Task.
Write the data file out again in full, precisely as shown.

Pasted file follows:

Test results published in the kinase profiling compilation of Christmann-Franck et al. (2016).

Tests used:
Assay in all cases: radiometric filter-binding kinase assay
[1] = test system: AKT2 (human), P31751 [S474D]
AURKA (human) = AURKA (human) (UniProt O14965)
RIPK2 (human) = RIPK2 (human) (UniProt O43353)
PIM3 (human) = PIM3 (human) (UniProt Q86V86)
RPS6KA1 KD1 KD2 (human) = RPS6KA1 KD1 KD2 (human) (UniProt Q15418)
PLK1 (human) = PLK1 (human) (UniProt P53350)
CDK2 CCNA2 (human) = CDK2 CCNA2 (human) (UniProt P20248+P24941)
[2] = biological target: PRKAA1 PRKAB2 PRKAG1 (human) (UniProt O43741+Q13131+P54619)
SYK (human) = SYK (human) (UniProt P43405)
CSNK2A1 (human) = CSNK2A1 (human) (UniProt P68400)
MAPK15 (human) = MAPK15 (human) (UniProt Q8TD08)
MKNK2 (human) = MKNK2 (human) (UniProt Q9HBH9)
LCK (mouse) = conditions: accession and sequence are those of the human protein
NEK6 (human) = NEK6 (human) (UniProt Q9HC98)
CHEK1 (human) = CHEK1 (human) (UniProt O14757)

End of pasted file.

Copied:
Test results published in the kinase profiling compilation of Christmann-Franck et al. (2016).

Tests used:
Assay in all cases: radiometric filter-binding kinase assay
[1] = test system: AKT2 (human), P31751 [S474D]
AURKA (human) = AURKA (human) (UniProt O14965)
RIPK2 (human) = RIPK2 (human) (UniProt O43353)
PIM3 (human) = PIM3 (human) (UniProt Q86V86)
RPS6KA1 KD1 KD2 (human) = RPS6KA1 KD1 KD2 (human) (UniProt Q15418)
PLK1 (human) = PLK1 (human) (UniProt P53350)
CDK2 CCNA2 (human) = CDK2 CCNA2 (human) (UniProt P20248+P24941)
[2] = biological target: PRKAA1 PRKAB2 PRKAG1 (human) (UniProt O43741+Q13131+P54619)
SYK (human) = SYK (human) (UniProt P43405)
CSNK2A1 (human) = CSNK2A1 (human) (UniProt P68400)
MAPK15 (human) = MAPK15 (human) (UniProt Q8TD08)
MKNK2 (human) = MKNK2 (human) (UniProt Q9HBH9)
LCK (mouse) = conditions: accession and sequence are those of the human protein
NEK6 (human) = NEK6 (human) (UniProt Q9HC98)
CHEK1 (human) = CHEK1 (human) (UniProt O14757)